Illinois Democrat Tammy Duckworth, who lost both her legs when her Black Hawk helicopter was shot down in Iraq in 2004, visited the country late last month for the first time since her injury as part of a congressional visit touring the Middle East.

She sat down with defense reporters last week to discuss what the return trip was like, and what she told Iraqi leaders about her hopes for the country where she nearly died:

“I had a lot of anger the first few weeks after I was injured. After I woke up in the hospital, I wanted to go out and find that bastard that shot me down, hunt him down and kill him. I moved off of that years ago.

“I just wanted what I did to not have been in vain … See, I didn’t believe in the war in the beginning, at all. I didn’t think we should have been there. I still don’t think we should have been there. I wanted to go after al-Qaida in Afghanistan, and I felt we didn’t belong in Iraq.

“But I truly love and believe in the Constitution, and I truly believe that the military is subservient to the civilian (authorities). That is why our democracy is so great.

“So when my commander in chief … issued that order, I wanted to go. At that point, I had been in the Army for 12 years. I had been in the National Guard for 12 years. I had been collecting a paycheck, doing all of that training. It was time. It was my turn to go, to prove to the American people that investment in me, the $200,000-plus spent to train me as a pilot, the paychecks that I cashed were worth it.

“So I was proud to go. I had just left command. These were my guys. There was no way in hell I was going to stay stateside and wave goodbye. So I volunteered.

“Those were all my reasons for going, which was enough for the injuries I sustained. That said, after I woke up in the hospital, one day Paul Wolfowitz came in and showed me pictures of the Iraqi people voting for the first time with the ink on their fingers. I had an emotional reaction. I cried. I was so happy they had that free election.

“What I said to the Iraqi president when I sat down with him (on this trip) was that Iraqis spilled blood to save Baghdad from ISIS, and Iraqis have fought for this country. But remember that I spilled my blood here, too.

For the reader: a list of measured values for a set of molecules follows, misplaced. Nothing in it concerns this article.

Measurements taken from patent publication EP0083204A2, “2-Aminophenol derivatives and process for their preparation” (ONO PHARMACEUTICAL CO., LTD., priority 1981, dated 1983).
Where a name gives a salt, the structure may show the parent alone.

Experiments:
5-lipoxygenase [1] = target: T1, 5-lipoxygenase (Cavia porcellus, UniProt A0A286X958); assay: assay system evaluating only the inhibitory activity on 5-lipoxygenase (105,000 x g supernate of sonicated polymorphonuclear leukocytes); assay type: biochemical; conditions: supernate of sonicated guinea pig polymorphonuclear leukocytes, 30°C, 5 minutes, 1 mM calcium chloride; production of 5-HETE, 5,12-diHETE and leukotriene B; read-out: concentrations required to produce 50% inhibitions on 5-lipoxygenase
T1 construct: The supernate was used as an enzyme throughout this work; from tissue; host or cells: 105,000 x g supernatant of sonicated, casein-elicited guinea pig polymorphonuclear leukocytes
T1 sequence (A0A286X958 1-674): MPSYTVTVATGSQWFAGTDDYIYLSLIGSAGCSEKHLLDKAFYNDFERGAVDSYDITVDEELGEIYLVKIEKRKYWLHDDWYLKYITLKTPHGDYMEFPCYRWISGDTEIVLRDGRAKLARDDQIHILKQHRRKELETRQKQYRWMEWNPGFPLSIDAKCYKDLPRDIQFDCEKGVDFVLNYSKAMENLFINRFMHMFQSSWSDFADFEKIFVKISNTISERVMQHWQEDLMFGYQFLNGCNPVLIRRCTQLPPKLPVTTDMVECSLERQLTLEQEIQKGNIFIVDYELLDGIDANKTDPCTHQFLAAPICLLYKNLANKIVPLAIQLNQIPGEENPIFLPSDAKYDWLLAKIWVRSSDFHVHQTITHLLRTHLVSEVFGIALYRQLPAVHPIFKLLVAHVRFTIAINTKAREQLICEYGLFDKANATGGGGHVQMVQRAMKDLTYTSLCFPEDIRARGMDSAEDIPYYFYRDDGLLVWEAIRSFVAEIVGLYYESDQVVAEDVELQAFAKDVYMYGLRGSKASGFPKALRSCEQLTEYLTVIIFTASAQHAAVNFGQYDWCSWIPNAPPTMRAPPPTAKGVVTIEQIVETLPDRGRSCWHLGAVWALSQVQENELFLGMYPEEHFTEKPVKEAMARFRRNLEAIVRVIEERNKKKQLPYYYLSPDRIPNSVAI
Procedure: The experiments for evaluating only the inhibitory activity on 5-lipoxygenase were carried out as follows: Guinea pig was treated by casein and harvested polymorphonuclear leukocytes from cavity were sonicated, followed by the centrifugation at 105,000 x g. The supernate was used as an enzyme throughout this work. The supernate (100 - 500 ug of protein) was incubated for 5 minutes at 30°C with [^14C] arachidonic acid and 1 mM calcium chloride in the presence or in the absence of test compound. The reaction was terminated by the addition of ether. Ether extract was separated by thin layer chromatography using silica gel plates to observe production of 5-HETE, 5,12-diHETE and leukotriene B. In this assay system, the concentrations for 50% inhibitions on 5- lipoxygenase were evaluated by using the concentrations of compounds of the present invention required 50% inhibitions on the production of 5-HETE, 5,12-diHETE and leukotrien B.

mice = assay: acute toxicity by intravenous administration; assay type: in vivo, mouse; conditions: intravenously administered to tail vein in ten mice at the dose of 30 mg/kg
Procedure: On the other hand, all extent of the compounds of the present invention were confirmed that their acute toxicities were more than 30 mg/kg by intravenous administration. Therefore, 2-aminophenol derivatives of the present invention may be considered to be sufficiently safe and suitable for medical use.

“And my commitment to you and to Iraq, what I want is for you to become a successful, strong independent nation, not beholden to anyone, whether that’s the U.S. or Russia or Iran or anyone else. That version of Iraq is the best ally the United States in the region. Not a little brother. I want an Iraq that is economically strong, a voice in the Middle East. …

“It was interesting to be back. I told the Iraqi leadership that one of my heroes was John McCain, has always been. If John McCain could go back to Vietnam after what he endured, and lead the engagement and opening of Vietnam … He did it for the benefit of the United States with a desire to improve relations with Vietnam.

“And now there are veterans going on vacation in Vietnam, some of them in places they served, many of them bring their kids and grandkids. What I said to the Iraqi leadership is that someday I would like to bring my girls here on vacation. That’s the vision and hope I have for Iraq.”

Leo covers Congress, Veterans Affairs and the White House for Military Times. He has covered Washington, D.C. since 2004, focusing on military personnel and veterans policies. His work has earned numerous honors, including a 2009 Polk award, a 2010 National Headliner Award, the IAVA Leadership in Journalism award and the VFW News Media award.

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